Multilingualism = Multiple Personalities
If you speak more than one language, you may have noticed that the way you communicate, how you behave, and even the tone of voice you use, can vary depending on what language you’re speaking. While it’s a known fact that speaking more than one language can give you a wider view of the world, did you also know that as a result of multilingualism you may be harbouring more than one personality in your brain? That’s right! It may not be such a stark difference like that of Dr. Jekyll and Mr. Hyde, but they are there nonetheless, influencing the way you interact with the world.
Indeed, the majority of multilingual individuals feel this way, as proved by a 2003 study in which over two-thirds of bilinguals confirmed that their personalities do change according to what language they are speaking. But that doesn’t necessarily mean we really have multiple personalities, does it? Well, as far back as 1964 scientists have been trying to figure out if language does really play a role in personality. One of the earliest tests performed took 64 French adults living in the U.S. who were fluent in both French and English and showed them a series of images after which they were asked to create short stories based around what they saw. One session was conducted entirely in French and the other in English. What resulted were distinct differences between the stories told in English and those told in French. While the English stories tended to focus on female achievement, verbal aggression towards parental figures, and attempts to escape blame, the French stories centred around dominance by elders, guilt, and verbal aggression towards peers.
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Several years later, another experiment was carried out in an attempt to further the hypothesis, this time focusing on Japanese women living in the U.S. who rarely communicated with other Japanese speakers. This time around, the women were asked a series of questions in both Japanese and English and the responses, depending on the language, were drastically different. For example, when asked to complete the sentence: “When my wishes conflict with my family…” they tended to express in Japanese that this would cause them unhappiness or discomfort while in English they would vocalize the need to fulfil their own personal wishes.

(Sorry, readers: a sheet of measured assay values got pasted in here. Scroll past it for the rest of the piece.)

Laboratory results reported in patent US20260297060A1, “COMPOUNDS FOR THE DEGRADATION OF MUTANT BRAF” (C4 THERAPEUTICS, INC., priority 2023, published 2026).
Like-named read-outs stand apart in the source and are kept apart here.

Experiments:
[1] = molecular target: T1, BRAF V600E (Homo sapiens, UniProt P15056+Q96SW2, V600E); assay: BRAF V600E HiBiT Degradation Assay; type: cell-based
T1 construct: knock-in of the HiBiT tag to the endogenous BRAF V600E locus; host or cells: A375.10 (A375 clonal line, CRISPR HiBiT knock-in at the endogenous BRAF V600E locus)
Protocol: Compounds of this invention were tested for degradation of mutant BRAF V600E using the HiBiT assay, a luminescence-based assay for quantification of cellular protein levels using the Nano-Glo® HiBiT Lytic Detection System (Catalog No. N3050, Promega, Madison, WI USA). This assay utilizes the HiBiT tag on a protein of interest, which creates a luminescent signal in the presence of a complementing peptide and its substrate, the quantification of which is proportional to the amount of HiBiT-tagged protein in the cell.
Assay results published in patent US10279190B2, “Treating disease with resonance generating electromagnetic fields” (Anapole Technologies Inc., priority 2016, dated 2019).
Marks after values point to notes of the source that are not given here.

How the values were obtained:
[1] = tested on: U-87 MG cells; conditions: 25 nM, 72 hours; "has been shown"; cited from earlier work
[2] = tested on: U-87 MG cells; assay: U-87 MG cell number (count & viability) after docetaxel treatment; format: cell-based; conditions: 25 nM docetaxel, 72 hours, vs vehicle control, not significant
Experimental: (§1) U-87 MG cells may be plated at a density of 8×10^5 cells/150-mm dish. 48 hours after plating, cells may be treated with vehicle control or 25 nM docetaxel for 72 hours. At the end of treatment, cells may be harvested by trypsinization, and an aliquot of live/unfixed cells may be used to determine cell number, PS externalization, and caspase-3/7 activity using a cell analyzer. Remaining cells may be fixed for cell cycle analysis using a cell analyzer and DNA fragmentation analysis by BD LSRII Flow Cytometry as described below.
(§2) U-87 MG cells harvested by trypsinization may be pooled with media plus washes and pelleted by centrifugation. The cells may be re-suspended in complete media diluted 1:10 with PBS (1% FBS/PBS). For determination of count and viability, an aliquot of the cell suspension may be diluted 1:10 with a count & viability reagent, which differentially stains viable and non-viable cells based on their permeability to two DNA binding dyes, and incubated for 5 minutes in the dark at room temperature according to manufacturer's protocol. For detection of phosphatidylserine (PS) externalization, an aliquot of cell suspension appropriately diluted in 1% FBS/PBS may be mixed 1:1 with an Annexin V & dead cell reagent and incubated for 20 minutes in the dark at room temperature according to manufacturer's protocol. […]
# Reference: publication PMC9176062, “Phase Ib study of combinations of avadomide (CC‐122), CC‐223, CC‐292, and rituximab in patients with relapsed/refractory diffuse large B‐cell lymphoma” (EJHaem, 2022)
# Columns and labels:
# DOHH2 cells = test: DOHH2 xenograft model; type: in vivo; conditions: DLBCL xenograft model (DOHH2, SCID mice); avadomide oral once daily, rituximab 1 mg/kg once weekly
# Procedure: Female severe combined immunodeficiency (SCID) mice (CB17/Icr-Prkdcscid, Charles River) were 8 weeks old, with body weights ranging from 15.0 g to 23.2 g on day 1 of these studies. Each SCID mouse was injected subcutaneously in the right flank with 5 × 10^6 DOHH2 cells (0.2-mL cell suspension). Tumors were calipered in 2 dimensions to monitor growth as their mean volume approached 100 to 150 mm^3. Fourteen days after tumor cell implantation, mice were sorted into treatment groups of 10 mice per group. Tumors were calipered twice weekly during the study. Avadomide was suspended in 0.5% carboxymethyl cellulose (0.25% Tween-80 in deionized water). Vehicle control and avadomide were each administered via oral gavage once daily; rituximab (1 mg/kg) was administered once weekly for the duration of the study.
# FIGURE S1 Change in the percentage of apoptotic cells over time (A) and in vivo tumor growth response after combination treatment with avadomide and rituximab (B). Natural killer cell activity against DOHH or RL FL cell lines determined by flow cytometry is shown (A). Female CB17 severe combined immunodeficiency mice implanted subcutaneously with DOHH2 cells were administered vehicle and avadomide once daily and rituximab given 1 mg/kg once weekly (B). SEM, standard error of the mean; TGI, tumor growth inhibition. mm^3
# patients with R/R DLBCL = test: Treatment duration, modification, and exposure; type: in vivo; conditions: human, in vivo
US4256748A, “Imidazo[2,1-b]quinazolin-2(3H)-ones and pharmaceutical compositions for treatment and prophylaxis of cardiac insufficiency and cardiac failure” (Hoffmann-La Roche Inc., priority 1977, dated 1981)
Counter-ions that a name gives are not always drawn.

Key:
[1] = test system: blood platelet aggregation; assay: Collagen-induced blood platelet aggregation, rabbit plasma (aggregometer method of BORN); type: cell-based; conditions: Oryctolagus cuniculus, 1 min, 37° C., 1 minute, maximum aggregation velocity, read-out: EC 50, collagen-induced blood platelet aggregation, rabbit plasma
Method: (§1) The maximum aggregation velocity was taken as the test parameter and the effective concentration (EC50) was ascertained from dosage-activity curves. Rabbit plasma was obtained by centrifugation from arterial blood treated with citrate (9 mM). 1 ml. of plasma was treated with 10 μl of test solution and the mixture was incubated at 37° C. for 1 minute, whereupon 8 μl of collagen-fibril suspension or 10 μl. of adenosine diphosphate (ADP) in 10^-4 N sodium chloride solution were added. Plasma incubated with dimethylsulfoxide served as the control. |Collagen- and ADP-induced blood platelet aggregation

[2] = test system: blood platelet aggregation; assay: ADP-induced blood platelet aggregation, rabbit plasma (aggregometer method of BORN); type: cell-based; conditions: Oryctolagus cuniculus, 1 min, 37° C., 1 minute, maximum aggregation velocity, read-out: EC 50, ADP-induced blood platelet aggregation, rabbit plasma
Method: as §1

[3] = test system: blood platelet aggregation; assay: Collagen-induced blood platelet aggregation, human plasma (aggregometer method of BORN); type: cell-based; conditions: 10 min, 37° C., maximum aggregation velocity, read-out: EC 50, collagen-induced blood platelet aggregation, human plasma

More recent studies carried out in the late 90s and 2000s continue to propel this idea forward. One study focused on adults living in Paris whose parents had emigrated from Portugal. These adults were fluent in both Portuguese and French and claimed, despite living in France, to continue to have strong ties to Portugal. Over a period of time researchers listened to these individuals recounting personal experiences in French and Portuguese and the differences were obvious. For example, while a woman might be more likely to stand up for herself in a French narrative, in a Portuguese one she was more likely to give in to someone else’s demands. Furthermore, it was noted that the personas of some of the speakers were actually completely altered when speaking one language vs. another. In one case, the researcher noticed that a woman tended to sound more like a ‘hip suburbanite’ in French, but in Portuguese her persona changed to a ‘frustrated but patient’ individual.
While some of these multiple personality attributes could be blamed on the context in which an individual learns each language, there is no doubt that a language can drastically change not just the way you think, but the way you act. Scholars continue to seek out more in-depth methods of dissecting the multilingual brain and, no doubt, it will always prove to be a fascinating study. Having more than one personality because you speak multiple languages is more of a pro than a con though, don’t you think? It’s like being a language superhero! You’re frivolous Bruce Wayne by day and no-nonsense Batman by night. What could be better than that right? To the Bat mobile my multilingual friends!
What about you? As a bilingual or multilingual do you find yourself changing to accommodate which language you are speaking? Or do you feel your persona remains stable regardless of the tongue you’ve chosen to communicate in?